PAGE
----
Behind the scenes
Trimmed productions, squeezing by and some great upcoming shows
The local theater scene contracted a little bit more last week, with the Sacramento Theater Company announcing a restructuring of its new series of small productions on the company’s Pollock Stage.
A New Works Festival, originally scheduled to feature productions of three new plays running in repertory from mid-January into early February, has been consolidated into three staged readings. The readings will be free to the public, and will be held on January 16, at 8 p.m. (Black Pearl Sings by Frank Higgins); January 17, at 8 p.m. (Brownie Points by Janece Shaffer); and January 18 at 2 p.m. (Beat Aside Apollo’s Arrow by veteran STC performer Matt K. Miller).
In addition, the March-April production of The Illustrated Bradbury, a one-man show by Tobias Andersen, has been rescheduled for next fall.
Slow ticket sales for the October and December productions on the Pollock Stage prompted the change. “It is important for any arts organization to be extremely prudent” during the current economic downturn, said STC managing director Mark Standriff. “The New Works Festival is such an unknown quantity that we felt taking a proactive approach toward reducing production costs without totally eliminating these exciting new plays was the best option for STC. The staged readings will allow us to get important artistic feedback without breaking the bank, while pushing back the Bradbury piece into next season gives us some breathing room to be able to present the show with the resources and the work our audiences deserve.”
STC’s move comes after December’s announcement by Foothill Theatre that they will stage a three-show “demi-season” in 2009. (Foothill, which experienced a financial crisis during late summer and fall, staged seven shows in 2008).
The Sacramento Ballet, which experienced lagging ticket sales for The Nutcracker during early December, reported that ticket sales picked up during the last 10 days of the show’s run. Executive director Kerri Warner told SN&R that there was also an encouraging response to Sac Ballet’s plea for donations. Sac Ballet’s board was scheduled to meet in early January to evaluate the company’s post-Nutcracker financial situation and planned performances.
Further afield, the Shakespeare Santa Cruz festival did better than expected with its do-or-die one-week fund drive. The festival set a goal of $300,000—and by December 22, $416,417 was pledged (from a total of 2,050 donors).
Now that the holiday shows have closed, it’s time to look ahead to several promising productions that we’re looking forward to reviewing in the next few weeks.
Capital Stage is doing The Scene, a sharply written comedy involving sex and show biz, with characters including an out-of-work New York actor, his wife and a fresh-faced ingénue (just off the bus from Ohio). Previews start January 17; the opening is January 23, the show closes February 22; www.capstage.org.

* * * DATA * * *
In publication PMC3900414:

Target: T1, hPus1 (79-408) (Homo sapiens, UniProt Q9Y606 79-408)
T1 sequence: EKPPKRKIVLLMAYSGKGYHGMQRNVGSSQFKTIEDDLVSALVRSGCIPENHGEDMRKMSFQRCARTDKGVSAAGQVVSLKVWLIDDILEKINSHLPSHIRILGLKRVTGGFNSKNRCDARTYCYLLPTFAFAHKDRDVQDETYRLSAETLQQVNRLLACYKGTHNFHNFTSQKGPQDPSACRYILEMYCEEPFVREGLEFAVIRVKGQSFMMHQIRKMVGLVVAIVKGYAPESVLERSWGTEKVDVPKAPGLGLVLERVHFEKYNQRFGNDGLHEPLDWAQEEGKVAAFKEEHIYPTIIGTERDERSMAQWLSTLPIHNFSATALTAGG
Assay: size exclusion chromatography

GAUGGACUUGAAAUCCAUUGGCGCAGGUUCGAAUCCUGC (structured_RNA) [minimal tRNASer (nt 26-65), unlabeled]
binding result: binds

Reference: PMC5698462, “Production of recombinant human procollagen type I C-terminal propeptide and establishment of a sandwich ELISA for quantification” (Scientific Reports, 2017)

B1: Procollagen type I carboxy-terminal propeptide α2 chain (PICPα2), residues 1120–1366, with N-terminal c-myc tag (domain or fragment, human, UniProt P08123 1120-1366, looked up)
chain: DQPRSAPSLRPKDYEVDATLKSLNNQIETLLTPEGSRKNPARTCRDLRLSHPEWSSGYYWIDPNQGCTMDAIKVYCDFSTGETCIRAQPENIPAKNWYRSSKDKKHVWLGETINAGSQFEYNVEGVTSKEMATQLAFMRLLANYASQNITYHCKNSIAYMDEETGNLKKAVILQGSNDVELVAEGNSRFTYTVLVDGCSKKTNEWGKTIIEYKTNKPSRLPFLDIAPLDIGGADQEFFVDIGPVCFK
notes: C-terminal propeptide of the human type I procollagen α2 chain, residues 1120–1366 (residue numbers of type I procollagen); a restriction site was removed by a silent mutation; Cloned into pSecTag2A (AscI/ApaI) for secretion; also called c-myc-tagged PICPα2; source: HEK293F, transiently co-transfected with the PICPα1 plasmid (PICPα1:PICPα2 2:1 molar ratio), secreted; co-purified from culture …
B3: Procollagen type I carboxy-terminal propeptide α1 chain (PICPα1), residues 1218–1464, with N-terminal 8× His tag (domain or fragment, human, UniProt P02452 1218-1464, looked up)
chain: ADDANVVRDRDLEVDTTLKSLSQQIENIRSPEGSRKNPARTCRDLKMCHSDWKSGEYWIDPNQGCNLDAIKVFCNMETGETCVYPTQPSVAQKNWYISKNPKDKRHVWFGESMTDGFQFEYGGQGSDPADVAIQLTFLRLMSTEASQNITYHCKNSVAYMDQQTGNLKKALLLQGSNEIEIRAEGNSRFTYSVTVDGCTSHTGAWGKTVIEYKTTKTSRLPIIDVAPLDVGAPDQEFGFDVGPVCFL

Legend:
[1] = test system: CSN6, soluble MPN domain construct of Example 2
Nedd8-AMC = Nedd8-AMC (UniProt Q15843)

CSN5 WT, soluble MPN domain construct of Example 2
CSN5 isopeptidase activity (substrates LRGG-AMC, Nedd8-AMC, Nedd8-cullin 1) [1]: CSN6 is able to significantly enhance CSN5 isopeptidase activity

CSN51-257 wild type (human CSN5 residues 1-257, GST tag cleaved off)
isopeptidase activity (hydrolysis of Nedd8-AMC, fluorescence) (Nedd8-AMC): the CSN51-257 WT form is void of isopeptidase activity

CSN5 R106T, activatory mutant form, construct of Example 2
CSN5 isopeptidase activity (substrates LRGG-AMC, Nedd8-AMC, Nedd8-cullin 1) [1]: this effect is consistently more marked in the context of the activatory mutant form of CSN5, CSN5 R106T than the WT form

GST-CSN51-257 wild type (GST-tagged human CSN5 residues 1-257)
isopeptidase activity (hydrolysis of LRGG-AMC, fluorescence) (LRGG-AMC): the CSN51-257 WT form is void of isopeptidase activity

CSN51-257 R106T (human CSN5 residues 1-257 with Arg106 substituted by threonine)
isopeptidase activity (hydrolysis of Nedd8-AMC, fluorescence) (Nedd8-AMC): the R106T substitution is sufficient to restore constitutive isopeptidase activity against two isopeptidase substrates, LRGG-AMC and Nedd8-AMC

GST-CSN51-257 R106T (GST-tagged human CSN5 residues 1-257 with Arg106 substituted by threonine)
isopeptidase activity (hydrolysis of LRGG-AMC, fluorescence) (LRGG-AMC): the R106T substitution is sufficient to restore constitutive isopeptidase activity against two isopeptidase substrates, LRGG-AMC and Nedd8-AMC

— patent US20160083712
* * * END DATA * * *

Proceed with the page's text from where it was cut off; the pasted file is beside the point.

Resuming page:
The Sacramento Theatre Company rolls out Gem of the Ocean by August Wilson, the first installment of a decade-long project, aiming to produce all 10 plays in Wilson’s highly regarded Pittsburgh Cycle. Gem of the Ocean is set in 1904 against a background of labor unrest at a nearby mill. The aftermath of slavery and the movement of black families from the rural South to the urban, industrial North also figures in the story, which is dominated by the reclusive (but fiery) 285-year-old Aunt Ester (to be played by local actress Lisa Lacy, an expert at bringing strong women to life onstage). Previews start January 21; the opening is January 24, the show closes February 15; www.sactheatre.org.
The B Street Theatre hosts Margaret Edson’s Wit, a script that won the Pulitzer Prize for drama in 1999. Featured will be B Street veteran Julia Brothers (who’s been away for a while) as Vivian Bearing, a 50-year-old professor of 17th-century poetry diagnosed with stage IV metastatic ovarian cancer. Brothers, who looks compelling with a shaved head, has gotten good notices in this role elsewhere, and we’ve long hoped to see her do this part in Sacramento. Actually, a local Actors’ Equity production of Wit is long overdue (UC Davis staged a small production several years back). The show begins previews on January 22, the opening is January 24 and the show closes on February 28; www.bstreettheatre.org.
Racial politics also come to the mid-winter stage when City Theatre’s production of Suzan-Lori Parks’ Venus opens January 16. Parks’ play concerns the “Hottentot Venus,” a young African woman brought to London in 1810, where she was exploited due to her race and physique, and runs through February 1; www.citytheatre.net. Celebration Arts will stage Athol Fugard’s Sizwe Bansi Is Dead. Set in apartheid South Africa, the play examines the nature of identity, particularly when circumscribed by the necessity of government documentation, and will run from January 30 to March 7; www.celebrationarts.net.